Just when (thanks to sophisticated shooters like Gears of War or Rainbow Six: Vegas) you thought the run-and-gun shooter was perhaps passe, along comes Capcom's Lost Planet: Extreme Conditions, which demonstrates that old school gameplay can be wedded successfully to next-gen graphics.
There's no denying that Lost Planet feels like a melange of several titles, including Starship Troopers, Dune, Serious Sam, Painkiller, Doom 3, and John Carpenter's The Thing, but the game wears its influences lightly. It doesn't feel derivative, but the echoes of those other games are there, as well as Capcom's trademark end boss clashes.
Story and Gameplay
While a lot of care was obviously paid to the visuals, level design, and enemies, the story is a mish-mash of sci-fi elements that never really comes together and often makes literally no sense. Why is it that so many games' stories never rise above the level of amateurish science fiction? Here's the quick version: In the relatively distant future, Earth colonists on a frozen planet battle an bug-like alien race called the Akrid, as well as human space pirates. Wayne, the hero of the game, is seeking revenge for the death of his father by the huge alien creature, Green Eye, as well as fighting the pirates for control of the planet's energy sources. Even in the early days of speculative fiction this story would never have made it out of an editor's slush pile. It doesn't help that the English version of the game is poorly voiced by incredibly bad actors. In short, the cut scenes and dialogue that set up each mission can be safely skipped.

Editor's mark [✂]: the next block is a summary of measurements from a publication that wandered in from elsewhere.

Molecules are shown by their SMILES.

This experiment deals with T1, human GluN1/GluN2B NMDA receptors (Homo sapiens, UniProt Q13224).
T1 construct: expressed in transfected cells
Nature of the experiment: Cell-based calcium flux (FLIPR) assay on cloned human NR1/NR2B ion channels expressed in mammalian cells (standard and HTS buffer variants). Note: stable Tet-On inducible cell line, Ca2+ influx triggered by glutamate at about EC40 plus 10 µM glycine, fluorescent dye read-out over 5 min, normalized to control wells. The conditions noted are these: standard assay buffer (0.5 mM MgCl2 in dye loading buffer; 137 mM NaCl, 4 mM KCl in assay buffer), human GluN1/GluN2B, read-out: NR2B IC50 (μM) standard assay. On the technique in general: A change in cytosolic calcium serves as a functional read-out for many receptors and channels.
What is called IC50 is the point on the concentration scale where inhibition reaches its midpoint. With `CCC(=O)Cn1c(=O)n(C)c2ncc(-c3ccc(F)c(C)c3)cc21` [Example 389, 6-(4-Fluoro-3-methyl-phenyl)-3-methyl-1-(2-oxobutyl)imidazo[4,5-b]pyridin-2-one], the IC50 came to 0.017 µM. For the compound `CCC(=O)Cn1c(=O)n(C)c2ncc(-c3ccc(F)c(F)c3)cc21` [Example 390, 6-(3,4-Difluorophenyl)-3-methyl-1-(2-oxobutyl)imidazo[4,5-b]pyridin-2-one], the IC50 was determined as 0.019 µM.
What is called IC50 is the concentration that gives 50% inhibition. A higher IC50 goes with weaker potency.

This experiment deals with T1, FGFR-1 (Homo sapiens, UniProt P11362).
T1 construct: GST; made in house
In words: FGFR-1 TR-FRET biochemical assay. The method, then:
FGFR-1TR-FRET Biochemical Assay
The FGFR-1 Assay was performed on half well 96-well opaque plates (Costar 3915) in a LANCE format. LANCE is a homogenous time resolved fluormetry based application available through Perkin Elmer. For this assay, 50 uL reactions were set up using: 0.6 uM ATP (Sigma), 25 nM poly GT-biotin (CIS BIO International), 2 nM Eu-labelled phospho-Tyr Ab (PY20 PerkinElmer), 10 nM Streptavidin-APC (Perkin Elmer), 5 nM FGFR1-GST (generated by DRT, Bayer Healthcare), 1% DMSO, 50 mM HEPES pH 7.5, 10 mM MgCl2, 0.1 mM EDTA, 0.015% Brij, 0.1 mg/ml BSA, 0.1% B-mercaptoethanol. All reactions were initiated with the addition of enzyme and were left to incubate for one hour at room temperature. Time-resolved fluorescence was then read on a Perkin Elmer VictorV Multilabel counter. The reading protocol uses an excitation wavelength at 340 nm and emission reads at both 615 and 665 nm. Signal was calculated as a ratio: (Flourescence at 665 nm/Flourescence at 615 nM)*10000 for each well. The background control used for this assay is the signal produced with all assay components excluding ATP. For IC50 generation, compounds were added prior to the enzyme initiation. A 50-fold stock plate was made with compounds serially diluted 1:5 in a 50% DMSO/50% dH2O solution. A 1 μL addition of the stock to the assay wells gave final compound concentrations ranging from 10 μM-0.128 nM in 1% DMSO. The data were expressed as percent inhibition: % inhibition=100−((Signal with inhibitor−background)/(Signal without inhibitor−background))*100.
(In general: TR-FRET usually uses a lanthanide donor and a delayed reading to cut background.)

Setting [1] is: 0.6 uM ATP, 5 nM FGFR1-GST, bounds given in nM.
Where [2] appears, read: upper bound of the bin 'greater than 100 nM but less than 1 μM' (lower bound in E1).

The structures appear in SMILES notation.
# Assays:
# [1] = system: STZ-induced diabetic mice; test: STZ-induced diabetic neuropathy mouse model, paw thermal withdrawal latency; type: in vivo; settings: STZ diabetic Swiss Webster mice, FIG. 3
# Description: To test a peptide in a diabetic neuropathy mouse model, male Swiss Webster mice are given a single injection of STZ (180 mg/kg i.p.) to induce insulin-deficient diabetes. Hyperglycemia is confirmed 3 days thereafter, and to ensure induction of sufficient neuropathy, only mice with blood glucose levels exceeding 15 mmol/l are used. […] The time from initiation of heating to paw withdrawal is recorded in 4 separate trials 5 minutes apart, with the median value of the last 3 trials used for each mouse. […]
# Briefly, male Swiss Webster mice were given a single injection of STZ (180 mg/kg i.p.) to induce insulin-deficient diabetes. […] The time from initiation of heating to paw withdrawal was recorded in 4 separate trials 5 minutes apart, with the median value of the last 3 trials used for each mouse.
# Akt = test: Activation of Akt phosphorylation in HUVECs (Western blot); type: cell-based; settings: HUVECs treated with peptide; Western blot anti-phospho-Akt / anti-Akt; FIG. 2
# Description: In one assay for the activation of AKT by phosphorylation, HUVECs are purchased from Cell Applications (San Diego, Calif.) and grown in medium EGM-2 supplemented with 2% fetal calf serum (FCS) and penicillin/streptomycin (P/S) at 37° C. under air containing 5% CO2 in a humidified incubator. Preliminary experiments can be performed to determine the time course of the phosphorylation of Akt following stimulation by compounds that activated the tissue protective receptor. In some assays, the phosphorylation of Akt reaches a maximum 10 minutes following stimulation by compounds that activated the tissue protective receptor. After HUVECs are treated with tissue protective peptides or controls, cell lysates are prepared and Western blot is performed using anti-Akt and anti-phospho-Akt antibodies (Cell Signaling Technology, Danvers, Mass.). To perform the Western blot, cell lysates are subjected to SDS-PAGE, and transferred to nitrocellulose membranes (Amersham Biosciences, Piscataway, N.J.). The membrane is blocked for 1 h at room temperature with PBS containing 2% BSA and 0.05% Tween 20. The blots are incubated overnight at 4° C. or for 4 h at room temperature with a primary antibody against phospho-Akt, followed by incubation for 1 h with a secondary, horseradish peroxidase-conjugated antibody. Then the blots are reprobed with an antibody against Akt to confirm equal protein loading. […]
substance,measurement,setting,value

In contrast, the game itself plays really well and is ton of fun, if decidedly old-school. Although the planet is a beautifully rendered snow and ice world, a fair number of levels are indoors and these are nicely done as well. Basically, you fight small and larger Akrid as well as human space pirates and human controlled mechs, each of the ten levels ending with a boss, each boss having that one fatal flaw that makes defeating it a tactically simple (if sometimes protracted) matter of endurance, weapon selection, and timing.
All enemies, as well as many elements of the environment, leave a residue of energy which you need to collect to power your protective suit. Additionally, there are PDAs (energy stations) located at key points in the game that recharge your suit before or after a battle, as well as point you towards the next goal. Except possibly during boss battles, it is rare for your suit to run out of energy. Many objects in the environment, such as fuel dumps or junked cars, can be blown up and the energy collected. Although the environment is not totally malleable, a fair number of objects can be destroyed.
Controls (movement, weapons, aiming, etc) are fluid and there are alternative control mappings for players to tweak. There is a large variety of weapons and they are abundantly placed in the world. You are rarely far from some form of weapon or ammo. Unlike many games, you cannot snag weapons from fallen enemies.